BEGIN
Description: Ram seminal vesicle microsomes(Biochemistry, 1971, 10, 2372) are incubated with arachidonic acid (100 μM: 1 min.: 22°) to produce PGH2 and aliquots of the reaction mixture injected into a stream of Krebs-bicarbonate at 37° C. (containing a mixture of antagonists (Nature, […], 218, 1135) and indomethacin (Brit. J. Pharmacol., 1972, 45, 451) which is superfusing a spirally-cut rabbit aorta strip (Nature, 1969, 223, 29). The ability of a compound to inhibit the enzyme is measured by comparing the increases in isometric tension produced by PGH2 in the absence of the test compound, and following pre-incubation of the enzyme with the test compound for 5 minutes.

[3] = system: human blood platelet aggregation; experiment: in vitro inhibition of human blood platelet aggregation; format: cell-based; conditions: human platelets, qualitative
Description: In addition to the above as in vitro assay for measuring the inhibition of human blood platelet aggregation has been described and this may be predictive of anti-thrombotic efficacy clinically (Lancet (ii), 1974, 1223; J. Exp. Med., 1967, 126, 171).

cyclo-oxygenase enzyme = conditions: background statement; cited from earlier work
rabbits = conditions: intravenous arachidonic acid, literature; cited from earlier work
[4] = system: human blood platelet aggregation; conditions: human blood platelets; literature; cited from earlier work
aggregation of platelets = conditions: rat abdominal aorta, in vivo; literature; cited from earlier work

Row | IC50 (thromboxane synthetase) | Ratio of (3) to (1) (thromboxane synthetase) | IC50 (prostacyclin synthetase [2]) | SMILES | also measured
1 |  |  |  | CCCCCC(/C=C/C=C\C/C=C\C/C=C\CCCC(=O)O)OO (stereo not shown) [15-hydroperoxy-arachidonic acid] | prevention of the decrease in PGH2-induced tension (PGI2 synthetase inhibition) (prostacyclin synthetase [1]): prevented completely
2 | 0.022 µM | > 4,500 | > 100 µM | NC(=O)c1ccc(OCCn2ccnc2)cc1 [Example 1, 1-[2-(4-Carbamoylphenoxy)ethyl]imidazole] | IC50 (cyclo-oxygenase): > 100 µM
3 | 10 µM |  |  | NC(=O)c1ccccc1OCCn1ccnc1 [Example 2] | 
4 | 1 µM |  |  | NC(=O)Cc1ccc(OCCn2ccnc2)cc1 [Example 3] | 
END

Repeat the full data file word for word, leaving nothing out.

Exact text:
Description: Ram seminal vesicle microsomes(Biochemistry, 1971, 10, 2372) are incubated with arachidonic acid (100 μM: 1 min.: 22°) to produce PGH2 and aliquots of the reaction mixture injected into a stream of Krebs-bicarbonate at 37° C. (containing a mixture of antagonists (Nature, […], 218, 1135) and indomethacin (Brit. J. Pharmacol., 1972, 45, 451) which is superfusing a spirally-cut rabbit aorta strip (Nature, 1969, 223, 29). The ability of a compound to inhibit the enzyme is measured by comparing the increases in isometric tension produced by PGH2 in the absence of the test compound, and following pre-incubation of the enzyme with the test compound for 5 minutes.

[3] = system: human blood platelet aggregation; experiment: in vitro inhibition of human blood platelet aggregation; format: cell-based; conditions: human platelets, qualitative
Description: In addition to the above as in vitro assay for measuring the inhibition of human blood platelet aggregation has been described and this may be predictive of anti-thrombotic efficacy clinically (Lancet (ii), 1974, 1223; J. Exp. Med., 1967, 126, 171).

cyclo-oxygenase enzyme = conditions: background statement; cited from earlier work
rabbits = conditions: intravenous arachidonic acid, literature; cited from earlier work
[4] = system: human blood platelet aggregation; conditions: human blood platelets; literature; cited from earlier work
aggregation of platelets = conditions: rat abdominal aorta, in vivo; literature; cited from earlier work

Row | IC50 (thromboxane synthetase) | Ratio of (3) to (1) (thromboxane synthetase) | IC50 (prostacyclin synthetase [2]) | SMILES | also measured
1 |  |  |  | CCCCCC(/C=C/C=C\C/C=C\C/C=C\CCCC(=O)O)OO (stereo not shown) [15-hydroperoxy-arachidonic acid] | prevention of the decrease in PGH2-induced tension (PGI2 synthetase inhibition) (prostacyclin synthetase [1]): prevented completely
2 | 0.022 µM | > 4,500 | > 100 µM | NC(=O)c1ccc(OCCn2ccnc2)cc1 [Example 1, 1-[2-(4-Carbamoylphenoxy)ethyl]imidazole] | IC50 (cyclo-oxygenase): > 100 µM
3 | 10 µM |  |  | NC(=O)c1ccccc1OCCn1ccnc1 [Example 2] | 
4 | 1 µM |  |  | NC(=O)Cc1ccc(OCCn2ccnc2)cc1 [Example 3] | 